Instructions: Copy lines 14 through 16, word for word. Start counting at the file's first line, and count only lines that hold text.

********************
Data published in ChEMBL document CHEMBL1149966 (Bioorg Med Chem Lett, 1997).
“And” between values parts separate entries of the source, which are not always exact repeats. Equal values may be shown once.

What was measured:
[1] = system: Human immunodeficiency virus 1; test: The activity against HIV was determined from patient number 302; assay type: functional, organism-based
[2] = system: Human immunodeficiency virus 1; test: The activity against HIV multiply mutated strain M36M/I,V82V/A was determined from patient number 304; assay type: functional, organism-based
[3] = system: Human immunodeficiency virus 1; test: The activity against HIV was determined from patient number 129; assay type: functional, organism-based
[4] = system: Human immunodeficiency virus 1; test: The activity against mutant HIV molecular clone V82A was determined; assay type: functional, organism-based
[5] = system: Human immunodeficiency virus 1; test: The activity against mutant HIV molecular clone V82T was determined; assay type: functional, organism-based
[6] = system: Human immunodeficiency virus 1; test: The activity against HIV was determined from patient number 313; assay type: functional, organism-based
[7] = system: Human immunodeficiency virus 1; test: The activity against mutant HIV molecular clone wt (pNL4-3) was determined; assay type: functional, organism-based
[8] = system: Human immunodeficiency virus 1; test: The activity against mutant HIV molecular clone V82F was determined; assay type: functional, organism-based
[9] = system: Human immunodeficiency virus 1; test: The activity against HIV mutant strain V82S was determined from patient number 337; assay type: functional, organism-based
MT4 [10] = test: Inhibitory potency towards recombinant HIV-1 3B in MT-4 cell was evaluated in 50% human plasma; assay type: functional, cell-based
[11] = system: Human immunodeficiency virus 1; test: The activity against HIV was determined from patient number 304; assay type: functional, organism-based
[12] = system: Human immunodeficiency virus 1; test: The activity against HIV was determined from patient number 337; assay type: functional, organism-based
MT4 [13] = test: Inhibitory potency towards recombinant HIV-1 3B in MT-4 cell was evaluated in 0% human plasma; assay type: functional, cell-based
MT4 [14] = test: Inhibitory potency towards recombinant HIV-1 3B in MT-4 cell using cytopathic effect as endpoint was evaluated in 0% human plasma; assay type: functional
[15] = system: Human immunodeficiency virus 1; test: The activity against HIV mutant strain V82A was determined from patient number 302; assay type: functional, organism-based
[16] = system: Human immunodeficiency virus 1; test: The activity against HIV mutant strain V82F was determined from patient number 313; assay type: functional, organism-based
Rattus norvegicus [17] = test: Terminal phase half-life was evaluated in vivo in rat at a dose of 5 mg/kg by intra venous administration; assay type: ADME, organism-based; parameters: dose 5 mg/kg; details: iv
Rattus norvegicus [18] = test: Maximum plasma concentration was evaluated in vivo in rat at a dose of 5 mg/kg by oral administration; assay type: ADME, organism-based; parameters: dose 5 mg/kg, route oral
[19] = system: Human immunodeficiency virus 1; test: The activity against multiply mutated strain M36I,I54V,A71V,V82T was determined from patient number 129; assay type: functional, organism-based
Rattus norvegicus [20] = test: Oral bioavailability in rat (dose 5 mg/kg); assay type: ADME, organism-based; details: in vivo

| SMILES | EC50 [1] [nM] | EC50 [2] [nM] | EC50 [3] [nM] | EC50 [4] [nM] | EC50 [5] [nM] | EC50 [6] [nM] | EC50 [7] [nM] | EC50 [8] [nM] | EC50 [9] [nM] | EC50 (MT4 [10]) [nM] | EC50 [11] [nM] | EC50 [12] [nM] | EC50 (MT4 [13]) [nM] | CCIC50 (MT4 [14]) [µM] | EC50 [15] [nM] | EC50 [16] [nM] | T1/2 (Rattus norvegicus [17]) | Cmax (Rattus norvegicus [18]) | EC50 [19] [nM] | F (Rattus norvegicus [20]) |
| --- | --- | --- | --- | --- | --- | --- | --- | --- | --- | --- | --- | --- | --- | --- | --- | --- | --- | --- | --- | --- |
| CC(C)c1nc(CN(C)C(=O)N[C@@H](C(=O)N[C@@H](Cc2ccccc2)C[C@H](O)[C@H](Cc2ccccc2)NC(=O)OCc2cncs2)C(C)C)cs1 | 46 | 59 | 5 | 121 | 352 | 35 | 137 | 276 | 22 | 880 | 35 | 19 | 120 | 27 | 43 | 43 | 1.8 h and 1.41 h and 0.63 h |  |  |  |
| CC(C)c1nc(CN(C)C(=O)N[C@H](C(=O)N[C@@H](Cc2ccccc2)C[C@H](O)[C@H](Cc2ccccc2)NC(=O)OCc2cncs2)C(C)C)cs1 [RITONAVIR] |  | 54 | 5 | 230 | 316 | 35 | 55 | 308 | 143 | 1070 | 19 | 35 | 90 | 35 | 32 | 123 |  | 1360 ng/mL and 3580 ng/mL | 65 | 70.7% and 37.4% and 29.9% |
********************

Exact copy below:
[11] = system: Human immunodeficiency virus 1; test: The activity against HIV was determined from patient number 304; assay type: functional, organism-based
[12] = system: Human immunodeficiency virus 1; test: The activity against HIV was determined from patient number 337; assay type: functional, organism-based
MT4 [13] = test: Inhibitory potency towards recombinant HIV-1 3B in MT-4 cell was evaluated in 0% human plasma; assay type: functional, cell-based